Note: If a TCM practitioner suspects there might be a serious problem that Chinese medicine alone cannot treat, he or she will recommend the individual see a western doctor for further follow up. When an individual experiences severe symptoms like those listed above, it should be taken very seriously, and the appropriate medical care should be sought out preferably in an emergency setting.

The four Types of Disharmony Patterns Even though diabetes can be diagnosed from the above symptoms, the information gathered from the TCM physical examination is used to determine which type of disharmony pattern an individual has. This is important because at the various stages of a disease, a varicty of disharmony patterns are present which require different types of therapy. This is the reason two individuals with the same disease may be treated very differently by their TCM practitioner.

1. Yin Deficiency and Heat Excessive Type
  In TCM, yin deficiency commonly refers to a deficiency of yin fluids such as blood and body fluids. Without sufficient nourishment by these fluids, excitatory functions (heat excessive manifestations) become dominant and lead to symptoms of fever, thirst or increased appetite.
2. Deficiency of Qi and Yin Type
  Qi can be interpreted as the "life energy" or "life force," that flows within us. Deficiencies in qi and yin result in organ dysfunction. In diabetes, the most affected organs are the lungs, stomach and kidneys.
3. Blood Stasis and Internal Obstructed Type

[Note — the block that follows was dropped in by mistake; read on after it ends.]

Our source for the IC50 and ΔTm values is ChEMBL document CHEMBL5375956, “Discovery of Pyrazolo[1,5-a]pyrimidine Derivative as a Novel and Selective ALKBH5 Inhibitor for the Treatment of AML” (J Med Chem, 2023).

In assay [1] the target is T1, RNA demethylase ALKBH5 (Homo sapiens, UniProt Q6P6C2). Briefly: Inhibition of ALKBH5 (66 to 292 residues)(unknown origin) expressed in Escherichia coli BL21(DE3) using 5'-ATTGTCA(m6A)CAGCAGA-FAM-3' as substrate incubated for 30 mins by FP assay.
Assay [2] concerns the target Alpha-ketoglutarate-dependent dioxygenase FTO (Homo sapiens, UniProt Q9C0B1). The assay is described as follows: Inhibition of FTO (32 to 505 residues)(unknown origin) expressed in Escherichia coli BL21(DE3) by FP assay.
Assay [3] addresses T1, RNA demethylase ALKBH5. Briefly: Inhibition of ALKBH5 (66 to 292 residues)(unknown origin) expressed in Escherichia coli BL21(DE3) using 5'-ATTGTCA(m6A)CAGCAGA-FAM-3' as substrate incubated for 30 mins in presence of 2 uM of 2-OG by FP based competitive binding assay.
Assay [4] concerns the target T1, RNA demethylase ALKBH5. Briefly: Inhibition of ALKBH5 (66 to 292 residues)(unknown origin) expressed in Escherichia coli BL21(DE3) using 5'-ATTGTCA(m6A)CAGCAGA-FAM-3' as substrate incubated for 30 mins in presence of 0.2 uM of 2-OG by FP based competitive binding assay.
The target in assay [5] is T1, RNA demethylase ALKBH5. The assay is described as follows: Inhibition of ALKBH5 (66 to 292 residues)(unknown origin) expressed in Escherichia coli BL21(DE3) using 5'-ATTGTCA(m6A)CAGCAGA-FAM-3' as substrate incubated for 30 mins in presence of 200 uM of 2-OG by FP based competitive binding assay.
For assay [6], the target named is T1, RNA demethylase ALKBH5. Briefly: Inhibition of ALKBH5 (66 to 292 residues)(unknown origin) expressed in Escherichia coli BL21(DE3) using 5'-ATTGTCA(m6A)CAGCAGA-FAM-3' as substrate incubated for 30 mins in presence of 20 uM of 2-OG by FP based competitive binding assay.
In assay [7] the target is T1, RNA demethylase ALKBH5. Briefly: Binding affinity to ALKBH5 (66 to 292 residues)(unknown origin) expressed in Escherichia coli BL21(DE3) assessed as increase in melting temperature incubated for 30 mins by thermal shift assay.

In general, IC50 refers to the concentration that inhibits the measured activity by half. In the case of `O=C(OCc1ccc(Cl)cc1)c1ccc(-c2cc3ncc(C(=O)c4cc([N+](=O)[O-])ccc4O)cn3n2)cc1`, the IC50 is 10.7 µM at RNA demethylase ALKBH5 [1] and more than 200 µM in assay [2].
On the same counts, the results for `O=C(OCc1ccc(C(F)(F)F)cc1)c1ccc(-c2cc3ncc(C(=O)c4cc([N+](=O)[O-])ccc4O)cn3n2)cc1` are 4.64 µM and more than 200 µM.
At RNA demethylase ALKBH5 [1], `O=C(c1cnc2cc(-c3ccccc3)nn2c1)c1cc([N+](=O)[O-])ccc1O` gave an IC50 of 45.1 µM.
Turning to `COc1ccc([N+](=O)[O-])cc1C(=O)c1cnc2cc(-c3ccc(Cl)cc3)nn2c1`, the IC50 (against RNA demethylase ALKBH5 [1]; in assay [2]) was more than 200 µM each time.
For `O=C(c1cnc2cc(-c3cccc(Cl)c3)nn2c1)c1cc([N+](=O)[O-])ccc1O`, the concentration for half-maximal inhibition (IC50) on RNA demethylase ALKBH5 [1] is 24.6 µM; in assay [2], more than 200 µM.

This refers to a state where the blood cannot circulate smoothly, and is usually accompanied by qi stagnation. The organs lose nutrients from the blood, which cause symptoms like numbness in the limbs or localized tissue death. For example, people with diabetes may suffer from ulcerations in their legs and feet due to poor blood supply.
4. Deficiency of Yin and Yang Type
  The body's physiological functions (yang) and physical forms (yin) are maintained in constant balance to achieve health. When vital qi is severely deficient for a long time, this type will develop. It is a more general type of deficiency that can occur in many diseases such as diabetes.

Other Related Disharmony Patterns: Accumulated Internal Wet Heat Type Improper diet is one of the causes of diabetes from a TCM perspective. This impairs the proper functioning of the spleen and stomach, which leads to formation of wet and heat evils. These evils affect the fluid metabolism inside the body, and diabetes symptoms like excessive thirst and hunger can appear.

Diabetes should be differentiated from hyperthyroidism (over-functioning of the thyroid gland)

Sometimes it is difficult to distinguish diabetes from hyperthyroidism since both share similar symptoms. In both conditions there may be the presence of an increased appetite associated with weight loss. Diabetes patients are frequently thirsty, and excrete an excessive amount urine with glucose (sugar) present in it. However, people suffering from hyperthyroidism experience irritability, excrete loose yellow stools, and have eyelid retraction and eyeball protrusion. Individuals with this condition may also suffer from a rapid and forceful heartbeat, and swelling of the thyroid gland in the neck. To safely make the distinction, laboratory examinations of the blood and urine can be done to diagnose these two conditions.